Better communication and collaboration between medical doctors, veterinarians and scientists in tackling zoonotic diseases like Influenza that are shared by humans and animals, is the need of the hour
3rd swine flu death in Delhi, cases rise to 36 (Greater Kashmir: 10 January, 2015). As per the report, a total of 36 persons were tested positive for the virus in January alone, four more than the total number of cases recorded in entire 2014 in the city. The disease had reared its head in 2009 and till May 2010 as many as 1035 people had died of the disease in India and more than 10,000 were infected. Earlier owing to rising swine flu cases across the country, in the Kashmir Valley Doctors Association Kashmir (DAK) had sounded a warning: “DAK sounds alert, Kashmir not prepared to combat it” (GK: 04/01/2015). As per DAK, Kashmir hospitals are not prepared to combat Swine flu and the two designated hospitals, SKIMS and SMHS do not have the facility of negative pressure isolation wards for HINI patients. Tamiflu (Oseltamivir), the only drug used for treatment and prophylaxis of H1N1 is not stockpiled in the valley. There are no Swine flu vaccines available in the valley to be given to the high risk persons as the virus in them can be fatal.
Any disease or infection that is naturally transmissible from vertebrate animals to humans and vice versa is classified as a zoonosis. Zoonoses have been recognized for many centuries, and over 200 have been described. They are caused by all types of pathogenic agents, including bacteria, parasites, fungi and viruses. Human health is inextricably linked to animal health and in fact sound human health is subservient to sound and healthy animals. About 75% of the new emerging diseases that have affected humans over the past 10 years have been caused by pathogens originating from animals or from products of animal origin. Many of these diseases have the potential to spread through various means over long distances and to become global problems. Reducing public health risks from zoonoses at the human-animal interface is not easy and straightforward. Management and reduction of these risks must consider the complexity of interactions among humans, animals and the various environments they live in.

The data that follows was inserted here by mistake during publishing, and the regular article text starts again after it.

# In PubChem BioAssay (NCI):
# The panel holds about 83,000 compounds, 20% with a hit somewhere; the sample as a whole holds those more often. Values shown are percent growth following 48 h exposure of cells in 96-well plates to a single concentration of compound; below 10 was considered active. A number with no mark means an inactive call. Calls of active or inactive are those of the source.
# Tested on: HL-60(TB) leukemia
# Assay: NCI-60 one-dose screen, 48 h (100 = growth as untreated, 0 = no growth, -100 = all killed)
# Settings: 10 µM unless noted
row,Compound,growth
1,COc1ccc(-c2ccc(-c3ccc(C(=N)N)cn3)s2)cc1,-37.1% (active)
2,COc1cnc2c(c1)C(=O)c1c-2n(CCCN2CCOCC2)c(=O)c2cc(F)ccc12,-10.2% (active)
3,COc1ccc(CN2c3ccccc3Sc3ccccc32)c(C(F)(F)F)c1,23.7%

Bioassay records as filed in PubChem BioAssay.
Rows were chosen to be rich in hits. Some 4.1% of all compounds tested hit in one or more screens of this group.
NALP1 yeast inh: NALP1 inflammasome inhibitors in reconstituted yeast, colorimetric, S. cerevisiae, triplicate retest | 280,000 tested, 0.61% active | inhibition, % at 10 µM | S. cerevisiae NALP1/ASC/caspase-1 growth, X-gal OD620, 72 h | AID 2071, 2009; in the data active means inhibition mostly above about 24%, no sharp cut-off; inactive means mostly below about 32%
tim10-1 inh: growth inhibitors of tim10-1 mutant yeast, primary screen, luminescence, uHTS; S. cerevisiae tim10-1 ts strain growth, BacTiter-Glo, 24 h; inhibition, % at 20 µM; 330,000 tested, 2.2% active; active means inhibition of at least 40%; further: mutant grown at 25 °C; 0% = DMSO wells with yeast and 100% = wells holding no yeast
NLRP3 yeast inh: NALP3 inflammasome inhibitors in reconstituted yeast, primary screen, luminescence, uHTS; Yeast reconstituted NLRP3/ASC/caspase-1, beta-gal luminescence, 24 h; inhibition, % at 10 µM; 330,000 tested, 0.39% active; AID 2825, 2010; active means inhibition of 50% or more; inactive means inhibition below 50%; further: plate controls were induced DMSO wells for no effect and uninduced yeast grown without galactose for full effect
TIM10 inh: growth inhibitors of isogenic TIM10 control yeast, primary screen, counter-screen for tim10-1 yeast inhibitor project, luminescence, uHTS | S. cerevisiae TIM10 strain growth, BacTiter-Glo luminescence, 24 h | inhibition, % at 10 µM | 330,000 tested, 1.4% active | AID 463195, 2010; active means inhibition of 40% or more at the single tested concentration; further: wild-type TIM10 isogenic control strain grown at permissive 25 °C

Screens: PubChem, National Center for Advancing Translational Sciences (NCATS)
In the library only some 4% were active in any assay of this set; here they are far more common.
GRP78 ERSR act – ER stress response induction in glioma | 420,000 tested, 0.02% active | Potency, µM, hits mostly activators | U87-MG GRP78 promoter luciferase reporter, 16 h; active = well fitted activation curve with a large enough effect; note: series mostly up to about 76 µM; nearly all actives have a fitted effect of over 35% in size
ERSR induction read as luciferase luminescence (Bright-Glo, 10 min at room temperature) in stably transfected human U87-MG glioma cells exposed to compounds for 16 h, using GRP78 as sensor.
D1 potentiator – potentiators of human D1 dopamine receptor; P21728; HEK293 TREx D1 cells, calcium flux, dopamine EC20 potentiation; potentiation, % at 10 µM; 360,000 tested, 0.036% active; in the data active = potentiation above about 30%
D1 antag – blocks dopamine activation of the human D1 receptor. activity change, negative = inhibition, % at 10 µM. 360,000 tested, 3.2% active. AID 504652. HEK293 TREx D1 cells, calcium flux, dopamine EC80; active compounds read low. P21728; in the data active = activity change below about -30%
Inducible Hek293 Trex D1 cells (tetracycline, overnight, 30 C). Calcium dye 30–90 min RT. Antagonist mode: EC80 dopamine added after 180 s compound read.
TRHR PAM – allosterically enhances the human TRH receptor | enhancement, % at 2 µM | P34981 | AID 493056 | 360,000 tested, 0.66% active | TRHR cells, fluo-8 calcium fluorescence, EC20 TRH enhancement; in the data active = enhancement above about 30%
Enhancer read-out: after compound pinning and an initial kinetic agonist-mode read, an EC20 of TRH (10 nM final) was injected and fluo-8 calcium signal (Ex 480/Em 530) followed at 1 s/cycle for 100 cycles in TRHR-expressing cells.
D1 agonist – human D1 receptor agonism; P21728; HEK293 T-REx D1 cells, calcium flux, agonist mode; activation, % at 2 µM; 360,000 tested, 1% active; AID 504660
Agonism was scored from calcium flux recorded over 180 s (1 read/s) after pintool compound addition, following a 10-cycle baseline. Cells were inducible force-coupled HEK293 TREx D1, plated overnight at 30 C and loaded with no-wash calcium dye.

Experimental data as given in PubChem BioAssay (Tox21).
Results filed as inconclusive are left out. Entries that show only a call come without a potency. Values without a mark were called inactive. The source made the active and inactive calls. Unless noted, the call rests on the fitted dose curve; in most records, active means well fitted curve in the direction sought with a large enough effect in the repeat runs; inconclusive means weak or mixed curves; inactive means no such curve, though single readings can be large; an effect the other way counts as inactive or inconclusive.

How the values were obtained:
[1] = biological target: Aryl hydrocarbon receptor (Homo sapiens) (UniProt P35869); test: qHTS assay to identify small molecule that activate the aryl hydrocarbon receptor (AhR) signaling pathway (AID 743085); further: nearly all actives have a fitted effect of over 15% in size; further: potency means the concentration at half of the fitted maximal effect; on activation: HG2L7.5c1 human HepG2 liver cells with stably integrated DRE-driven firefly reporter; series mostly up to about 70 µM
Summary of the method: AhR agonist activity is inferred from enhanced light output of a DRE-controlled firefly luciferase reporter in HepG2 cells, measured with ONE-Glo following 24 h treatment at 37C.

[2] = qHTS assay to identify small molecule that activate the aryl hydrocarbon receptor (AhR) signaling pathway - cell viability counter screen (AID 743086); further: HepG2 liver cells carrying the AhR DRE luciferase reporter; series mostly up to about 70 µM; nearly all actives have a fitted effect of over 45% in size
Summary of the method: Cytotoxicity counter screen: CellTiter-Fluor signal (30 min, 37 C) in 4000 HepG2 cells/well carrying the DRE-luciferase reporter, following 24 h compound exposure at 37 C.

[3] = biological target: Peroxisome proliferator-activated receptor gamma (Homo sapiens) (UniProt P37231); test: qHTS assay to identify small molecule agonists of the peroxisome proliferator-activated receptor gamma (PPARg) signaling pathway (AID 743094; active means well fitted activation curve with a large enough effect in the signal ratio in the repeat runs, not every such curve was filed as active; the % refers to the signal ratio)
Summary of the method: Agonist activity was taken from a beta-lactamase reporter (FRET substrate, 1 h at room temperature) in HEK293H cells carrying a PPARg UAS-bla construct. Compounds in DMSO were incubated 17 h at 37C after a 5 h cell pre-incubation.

Influenza virus belongs to family Orthomyxoviridae and comprises of 3 genera Influenzavirus A, Influenzavirus B and Influenzavirus C. All the 3 types occur in humans, whereas in animals only Influenzavirus A is of major concern as cause of natural disease. In animals the viruses cause equine, swine and avian influenza; among them swine and avian influenza being of zoonotic importance. The enveloped single stranded-RNA virus is covered by 2 types of glycoprotein spikes known as peplomers: Neuraminidase (N) and Hemagglutinins (H). There are 15 Hemagglutinin and 9 Neuraminidase types and these glycoproteins determine the subtype of the influenza virus. Though the sub types H1N1 and H3N2 affect Swine, H5N2 and H7N1 affect avians, whereas H1N1, H3N2, H2N2 and H5N1 affect humans. Apart from different variants of glycoprotein, the viral RNA genome is also divided into 8 or 7 segments. The peculiarity of Influenza viruses is their ability to quickly transform owing to genomic recombination and reassortment among different species and viruses by way of antigenic shift and drift, thereby giving rise to new variants. This variation poses problems in prevention and control by vaccination as the new variants keep on emerging, making influenza deadly dangerous.